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Alcoholism in the Elderly

Yank D. Coble Jr, MD; Ronald M. Davis, MD; C. Alvin Head, MD; John P. Howe III, MD; Mitchell S. Karlan, MD; William R. Kennedy, MD; Patricia Joy Numann, MD; Monique A. Spillman; W. Douglas Skelton, MD; Richard M. Steinhilber, MD; Jack P. Strong, MD; Henry N. Wagner Jr, MD; Jerod M. Loeb, PhD; Robert C. Rinaldi, PhD; Emanuel M. Steindler, MS; Roland M. Atkinson, MD; Thomas P. Beresford, MD; James Campbell, MD; Richard E. Finlayson, MD; Edith S. Lisansky Gomberg, PhD; Abdu Kadri, MD; David L. Spencer, MD
JAMA. 1996;275(10):797-801. doi:10.1001/jama.1996.03530340061031.
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ATTITUDES toward alcoholism and the elderly on the part of the patient, the physician, and the family can be formidable obstacles to identification, diagnosis, and treatment. Differentiating between alcoholism and other psychiatric disorders is often required because of the frequent occurrence of the latter in elderly problem drinkers, particularly those who are hospitalized. The medical consequences of prolonged or heavy alcohol use can be severe in the older patient and often require immediate attention and acute care. Physicians need to become more active in the prevention, diagnosis, and treatment of alcoholism and alcohol-related problems in the elderly.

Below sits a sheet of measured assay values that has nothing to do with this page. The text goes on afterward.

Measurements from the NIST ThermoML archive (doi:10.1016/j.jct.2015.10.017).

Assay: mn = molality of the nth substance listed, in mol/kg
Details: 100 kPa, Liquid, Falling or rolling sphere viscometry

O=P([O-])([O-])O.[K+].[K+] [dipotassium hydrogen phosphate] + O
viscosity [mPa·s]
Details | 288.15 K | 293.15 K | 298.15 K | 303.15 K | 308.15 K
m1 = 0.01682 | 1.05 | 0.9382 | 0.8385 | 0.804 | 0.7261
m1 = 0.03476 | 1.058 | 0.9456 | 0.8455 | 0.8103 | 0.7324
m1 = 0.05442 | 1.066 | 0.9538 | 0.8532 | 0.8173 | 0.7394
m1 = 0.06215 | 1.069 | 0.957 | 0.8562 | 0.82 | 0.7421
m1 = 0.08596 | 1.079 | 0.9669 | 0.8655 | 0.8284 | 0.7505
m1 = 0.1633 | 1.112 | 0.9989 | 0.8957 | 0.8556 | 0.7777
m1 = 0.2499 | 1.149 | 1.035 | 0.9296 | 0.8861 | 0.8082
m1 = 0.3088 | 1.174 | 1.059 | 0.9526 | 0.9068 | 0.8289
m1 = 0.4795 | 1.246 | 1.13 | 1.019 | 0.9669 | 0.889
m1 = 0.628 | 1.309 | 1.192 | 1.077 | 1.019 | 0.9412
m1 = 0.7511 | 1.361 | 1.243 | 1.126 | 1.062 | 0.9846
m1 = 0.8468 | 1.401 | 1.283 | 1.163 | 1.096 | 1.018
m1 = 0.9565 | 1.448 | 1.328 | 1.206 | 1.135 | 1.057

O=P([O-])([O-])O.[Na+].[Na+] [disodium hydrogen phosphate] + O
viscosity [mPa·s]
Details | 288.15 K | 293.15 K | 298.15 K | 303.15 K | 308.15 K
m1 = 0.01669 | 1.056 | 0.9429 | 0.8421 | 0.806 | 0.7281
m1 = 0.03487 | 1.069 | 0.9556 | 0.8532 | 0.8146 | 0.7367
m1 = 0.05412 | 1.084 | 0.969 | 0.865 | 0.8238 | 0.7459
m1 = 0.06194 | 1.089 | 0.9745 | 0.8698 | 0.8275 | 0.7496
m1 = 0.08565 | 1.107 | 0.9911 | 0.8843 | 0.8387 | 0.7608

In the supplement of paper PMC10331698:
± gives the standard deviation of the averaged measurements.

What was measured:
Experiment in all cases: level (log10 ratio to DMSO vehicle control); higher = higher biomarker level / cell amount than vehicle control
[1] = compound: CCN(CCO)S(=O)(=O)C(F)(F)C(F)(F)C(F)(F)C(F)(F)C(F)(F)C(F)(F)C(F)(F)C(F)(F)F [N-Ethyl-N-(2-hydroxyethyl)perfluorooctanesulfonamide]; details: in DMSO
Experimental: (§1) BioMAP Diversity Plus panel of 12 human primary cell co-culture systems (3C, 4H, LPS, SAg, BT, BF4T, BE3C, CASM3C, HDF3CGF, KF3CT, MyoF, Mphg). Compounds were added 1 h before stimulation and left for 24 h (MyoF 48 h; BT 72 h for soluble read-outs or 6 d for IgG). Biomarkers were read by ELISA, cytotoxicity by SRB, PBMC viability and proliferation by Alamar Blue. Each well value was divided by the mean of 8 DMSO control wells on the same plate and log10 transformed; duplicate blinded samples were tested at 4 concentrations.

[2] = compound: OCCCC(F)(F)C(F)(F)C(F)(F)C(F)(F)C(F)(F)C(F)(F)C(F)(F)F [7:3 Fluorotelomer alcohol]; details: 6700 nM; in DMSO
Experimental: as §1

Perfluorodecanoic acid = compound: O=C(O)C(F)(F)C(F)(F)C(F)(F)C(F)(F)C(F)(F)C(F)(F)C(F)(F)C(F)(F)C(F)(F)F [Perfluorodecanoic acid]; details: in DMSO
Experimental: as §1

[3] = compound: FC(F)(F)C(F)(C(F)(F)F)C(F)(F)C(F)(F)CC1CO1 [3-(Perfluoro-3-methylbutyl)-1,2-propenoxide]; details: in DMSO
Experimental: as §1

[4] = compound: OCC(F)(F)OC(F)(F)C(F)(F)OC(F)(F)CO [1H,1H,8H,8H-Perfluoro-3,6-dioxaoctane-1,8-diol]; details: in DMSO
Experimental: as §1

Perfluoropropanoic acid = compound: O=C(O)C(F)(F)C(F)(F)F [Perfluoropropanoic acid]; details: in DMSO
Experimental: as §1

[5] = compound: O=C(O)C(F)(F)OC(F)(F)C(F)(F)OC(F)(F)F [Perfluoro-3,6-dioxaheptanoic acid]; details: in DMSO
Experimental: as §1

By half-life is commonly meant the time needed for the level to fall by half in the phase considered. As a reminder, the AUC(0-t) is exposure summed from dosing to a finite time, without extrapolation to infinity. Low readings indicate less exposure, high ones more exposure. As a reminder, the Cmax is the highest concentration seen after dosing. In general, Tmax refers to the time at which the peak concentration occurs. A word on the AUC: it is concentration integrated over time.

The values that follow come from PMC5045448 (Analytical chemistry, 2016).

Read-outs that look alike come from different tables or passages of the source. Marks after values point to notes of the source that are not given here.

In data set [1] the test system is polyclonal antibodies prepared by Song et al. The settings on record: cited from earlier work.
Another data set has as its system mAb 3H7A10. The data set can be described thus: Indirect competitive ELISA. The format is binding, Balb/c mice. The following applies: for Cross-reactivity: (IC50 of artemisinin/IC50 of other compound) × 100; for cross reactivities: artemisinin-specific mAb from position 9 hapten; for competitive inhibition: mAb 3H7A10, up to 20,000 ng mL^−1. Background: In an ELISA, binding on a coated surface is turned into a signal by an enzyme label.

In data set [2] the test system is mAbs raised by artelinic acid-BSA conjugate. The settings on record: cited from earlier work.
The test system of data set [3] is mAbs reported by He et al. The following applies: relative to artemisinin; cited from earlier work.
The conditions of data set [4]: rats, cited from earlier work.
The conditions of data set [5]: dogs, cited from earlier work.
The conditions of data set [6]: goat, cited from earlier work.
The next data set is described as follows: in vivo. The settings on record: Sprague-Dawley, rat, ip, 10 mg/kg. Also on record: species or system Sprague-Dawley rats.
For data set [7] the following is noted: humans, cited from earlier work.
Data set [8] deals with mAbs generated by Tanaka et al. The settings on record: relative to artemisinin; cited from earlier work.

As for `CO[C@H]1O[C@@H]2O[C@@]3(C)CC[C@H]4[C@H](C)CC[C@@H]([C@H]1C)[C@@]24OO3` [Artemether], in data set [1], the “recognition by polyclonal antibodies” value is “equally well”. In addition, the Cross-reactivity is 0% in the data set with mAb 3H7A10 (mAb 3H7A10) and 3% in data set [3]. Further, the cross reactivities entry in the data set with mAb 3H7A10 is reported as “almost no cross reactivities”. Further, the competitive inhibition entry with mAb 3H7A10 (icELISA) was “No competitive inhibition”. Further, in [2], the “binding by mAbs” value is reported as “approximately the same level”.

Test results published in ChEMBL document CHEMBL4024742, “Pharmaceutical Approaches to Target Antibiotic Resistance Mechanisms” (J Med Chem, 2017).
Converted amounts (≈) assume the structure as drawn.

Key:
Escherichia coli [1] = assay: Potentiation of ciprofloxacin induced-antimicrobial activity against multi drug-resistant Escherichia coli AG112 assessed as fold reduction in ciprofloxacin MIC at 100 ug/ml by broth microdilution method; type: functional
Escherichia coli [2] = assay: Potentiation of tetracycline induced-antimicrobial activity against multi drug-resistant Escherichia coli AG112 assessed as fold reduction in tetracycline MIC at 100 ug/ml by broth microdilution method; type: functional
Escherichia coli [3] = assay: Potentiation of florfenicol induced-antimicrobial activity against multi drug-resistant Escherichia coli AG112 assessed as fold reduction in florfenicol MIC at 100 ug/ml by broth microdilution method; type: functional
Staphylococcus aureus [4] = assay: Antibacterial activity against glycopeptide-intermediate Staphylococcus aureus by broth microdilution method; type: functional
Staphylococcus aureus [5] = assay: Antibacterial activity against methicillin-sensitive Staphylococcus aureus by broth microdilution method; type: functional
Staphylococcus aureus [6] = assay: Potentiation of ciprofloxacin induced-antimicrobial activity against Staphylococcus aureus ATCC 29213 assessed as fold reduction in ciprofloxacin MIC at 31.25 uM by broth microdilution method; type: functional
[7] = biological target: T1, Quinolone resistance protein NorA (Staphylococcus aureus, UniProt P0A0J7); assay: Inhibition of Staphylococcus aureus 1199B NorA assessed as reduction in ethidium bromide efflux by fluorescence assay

In 1979, the American Medical Association (AMA) Council on Scientific Affairs endorsed guidelines for the treatment of alcoholism and urged physicians to equip themselves at least to make a diagnosis and refer alcoholic patients for treatment.1 In the nearly two decades since then, physicians have become increasingly aware that alcoholism is a

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